Teenagers & Credit Cards
How to give your teen a credit card – and why you should.
Teenagers love to spend money, even when they don’t understand it. Whether your teen is too young for high school, taking out student loans along with other college students, or simply starting to work, credit card companies have taken notice and are doing everything to lure them in. Although laws from the Consumer Financial Protection Bureau (CFPB) prevent your kids from opening credit cards without your permission, that doesn’t stop them from bugging you constantly to get them their own card.
“Credit card companies have been pursuing teenagers and designing credit cards so they can ‘learn’ about the credit system,” says Gary Herman, President of Consolidated Credit. “And although most teenagers don’t fully understand the repercussions of using a credit card and the impact it can have on their future financial situations, more teens are working and are spending their own money. Credit card companies believe they have hit the jackpot.” That means it’s important for parents to help teenagers understand the cost of credit, how to use it wisely, and how to build credit early.
But if it’s such a risk, why get your teenager a credit card in the first place? Here are a few valuable lessons you can teach your kid more easily with a credit card:
Lesson 1: Teach them to keep their personal financial information safe.
Teenagers must be taught that a credit card is like cash and should be treated as such. If their credit card is lost or stolen, report it immediately to the credit card company or bank. Go over purchases and statements with a fine-tooth comb to make sure you authorized all purchases and that hackers do not have the card.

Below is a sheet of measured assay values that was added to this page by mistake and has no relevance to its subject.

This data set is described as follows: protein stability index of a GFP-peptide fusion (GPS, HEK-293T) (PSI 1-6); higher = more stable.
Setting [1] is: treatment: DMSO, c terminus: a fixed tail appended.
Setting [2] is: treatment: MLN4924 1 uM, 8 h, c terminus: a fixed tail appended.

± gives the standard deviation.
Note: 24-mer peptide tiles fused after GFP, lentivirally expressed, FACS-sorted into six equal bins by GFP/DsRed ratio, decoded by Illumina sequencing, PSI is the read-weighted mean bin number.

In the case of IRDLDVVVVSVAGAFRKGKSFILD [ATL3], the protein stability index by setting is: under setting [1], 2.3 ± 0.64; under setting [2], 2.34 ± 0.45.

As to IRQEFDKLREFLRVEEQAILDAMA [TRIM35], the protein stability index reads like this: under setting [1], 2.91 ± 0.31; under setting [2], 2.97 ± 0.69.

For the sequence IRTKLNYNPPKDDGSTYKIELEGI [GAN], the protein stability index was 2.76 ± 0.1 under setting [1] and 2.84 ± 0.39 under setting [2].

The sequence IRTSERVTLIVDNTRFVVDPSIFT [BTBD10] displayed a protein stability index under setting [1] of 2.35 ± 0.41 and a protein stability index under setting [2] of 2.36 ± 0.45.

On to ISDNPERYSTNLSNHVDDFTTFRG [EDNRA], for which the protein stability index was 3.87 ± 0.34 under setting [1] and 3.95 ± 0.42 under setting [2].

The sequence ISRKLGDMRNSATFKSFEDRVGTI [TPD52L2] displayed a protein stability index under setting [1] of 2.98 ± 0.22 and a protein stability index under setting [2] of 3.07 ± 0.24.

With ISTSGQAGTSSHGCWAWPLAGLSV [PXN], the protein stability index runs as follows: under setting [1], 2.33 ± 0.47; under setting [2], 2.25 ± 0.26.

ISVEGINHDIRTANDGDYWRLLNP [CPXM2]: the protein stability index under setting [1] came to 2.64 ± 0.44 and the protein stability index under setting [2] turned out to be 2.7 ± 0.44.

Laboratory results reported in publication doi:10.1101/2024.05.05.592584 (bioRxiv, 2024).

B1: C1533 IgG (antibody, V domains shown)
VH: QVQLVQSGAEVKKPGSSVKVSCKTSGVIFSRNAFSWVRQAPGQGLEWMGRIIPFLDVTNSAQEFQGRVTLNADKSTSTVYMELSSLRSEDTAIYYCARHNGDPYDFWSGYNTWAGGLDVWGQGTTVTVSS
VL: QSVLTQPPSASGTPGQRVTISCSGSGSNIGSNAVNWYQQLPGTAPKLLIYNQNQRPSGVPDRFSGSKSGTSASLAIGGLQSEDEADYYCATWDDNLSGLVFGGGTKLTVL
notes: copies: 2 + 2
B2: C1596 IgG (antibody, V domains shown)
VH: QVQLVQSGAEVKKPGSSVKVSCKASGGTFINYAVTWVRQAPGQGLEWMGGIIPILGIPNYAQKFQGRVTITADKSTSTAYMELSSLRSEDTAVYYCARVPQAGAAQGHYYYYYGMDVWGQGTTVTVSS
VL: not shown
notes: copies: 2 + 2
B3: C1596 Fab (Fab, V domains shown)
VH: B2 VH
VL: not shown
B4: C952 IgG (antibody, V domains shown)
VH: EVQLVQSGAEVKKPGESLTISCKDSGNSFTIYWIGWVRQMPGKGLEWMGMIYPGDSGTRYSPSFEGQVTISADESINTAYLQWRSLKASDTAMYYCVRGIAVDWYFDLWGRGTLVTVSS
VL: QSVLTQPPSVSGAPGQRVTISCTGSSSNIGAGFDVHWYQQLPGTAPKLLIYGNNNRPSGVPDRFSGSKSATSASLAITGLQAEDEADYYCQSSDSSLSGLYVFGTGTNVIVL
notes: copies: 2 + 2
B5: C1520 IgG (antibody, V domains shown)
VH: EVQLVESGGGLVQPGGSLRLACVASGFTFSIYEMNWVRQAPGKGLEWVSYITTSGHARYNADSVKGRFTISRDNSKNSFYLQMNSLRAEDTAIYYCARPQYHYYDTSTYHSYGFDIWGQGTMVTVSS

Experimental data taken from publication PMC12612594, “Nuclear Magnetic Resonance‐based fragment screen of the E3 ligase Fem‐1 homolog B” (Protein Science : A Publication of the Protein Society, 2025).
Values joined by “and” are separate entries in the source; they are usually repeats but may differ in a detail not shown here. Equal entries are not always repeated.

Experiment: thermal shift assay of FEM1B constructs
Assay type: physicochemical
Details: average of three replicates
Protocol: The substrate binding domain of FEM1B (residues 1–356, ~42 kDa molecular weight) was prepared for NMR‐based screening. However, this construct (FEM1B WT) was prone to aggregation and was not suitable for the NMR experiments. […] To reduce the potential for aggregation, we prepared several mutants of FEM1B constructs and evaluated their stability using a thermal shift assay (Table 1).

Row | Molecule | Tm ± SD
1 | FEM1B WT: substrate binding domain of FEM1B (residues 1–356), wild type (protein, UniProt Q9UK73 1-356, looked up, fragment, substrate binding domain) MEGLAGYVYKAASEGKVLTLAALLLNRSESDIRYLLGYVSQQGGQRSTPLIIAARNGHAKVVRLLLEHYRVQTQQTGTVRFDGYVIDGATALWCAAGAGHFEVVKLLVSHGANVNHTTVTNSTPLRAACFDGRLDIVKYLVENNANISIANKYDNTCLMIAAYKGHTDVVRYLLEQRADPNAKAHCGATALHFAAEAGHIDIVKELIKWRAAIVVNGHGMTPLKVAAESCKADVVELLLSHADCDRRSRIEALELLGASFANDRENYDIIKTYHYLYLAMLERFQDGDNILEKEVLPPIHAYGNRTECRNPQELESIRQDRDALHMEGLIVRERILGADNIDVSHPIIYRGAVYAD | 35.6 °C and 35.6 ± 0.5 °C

Lesson 2: Explain how the internet, teens and credit cards can be an unsettling combination.
The free range of the Internet combined with the purchasing convenience of a credit card can be a recipe for disaster. Monitor the sites your kids visit and the orders they place online. Teach them how to discern credible sites from scams, as hackers are constantly lurking in the shadows of the Internet. Teach them how to shop securely and what to watch out for to avoid identity theft.
Lesson 3: Teach them to delay the instant gratification
Today owning a credit card is seen as a necessity or even a rite of passage. Our teens are bombarded with messages compelling them to buy now; pay later. Teach your teens to delay that gratification and encourage them to save up to buy what they need. If they can’t afford to pay cash, then they can’t afford it! Remember your teens are watching you so use your own credit wisely.
Lesson 4: Explain the importance of a good credit history.
Your teen’s credit score determines their creditworthiness. Teenagers should be taught the importance of credit scores and the repercussions of a bad credit history. The federal government mandates that everyone can get a free credit report annually, so teach your teens how to pull their reports and how to interpret the results. You should also teach them how to check for errors and report any inaccuracies to the credit bureaus.
Lesson 5: Teach them that just because it’s offered, doesn’t mean you have to accept it.
By law, credit card companies cannot start sending preapproved credit card offers to your children until they turn 21. However, loopholes in the law mean that your teen may start to receive offers much earlier.If you or your teen decide to accept an offer and apply, be sure that credit card issuer fully discloses federal laws to your teens. Thankfully, the Credit CARD Act does prevent anyone under 21 from getting credit on their own unless they can prove that they receive income from some kind of employment. Banks are also required to reveal costs, such as annual fees and finance charges. This helps teens avoid debt traps for new credit users that have caused so many problems in the past. Make sure to teach your teen how to take preapproved offers, how to read them and how to look for catches, that could lead to financial trouble down the road.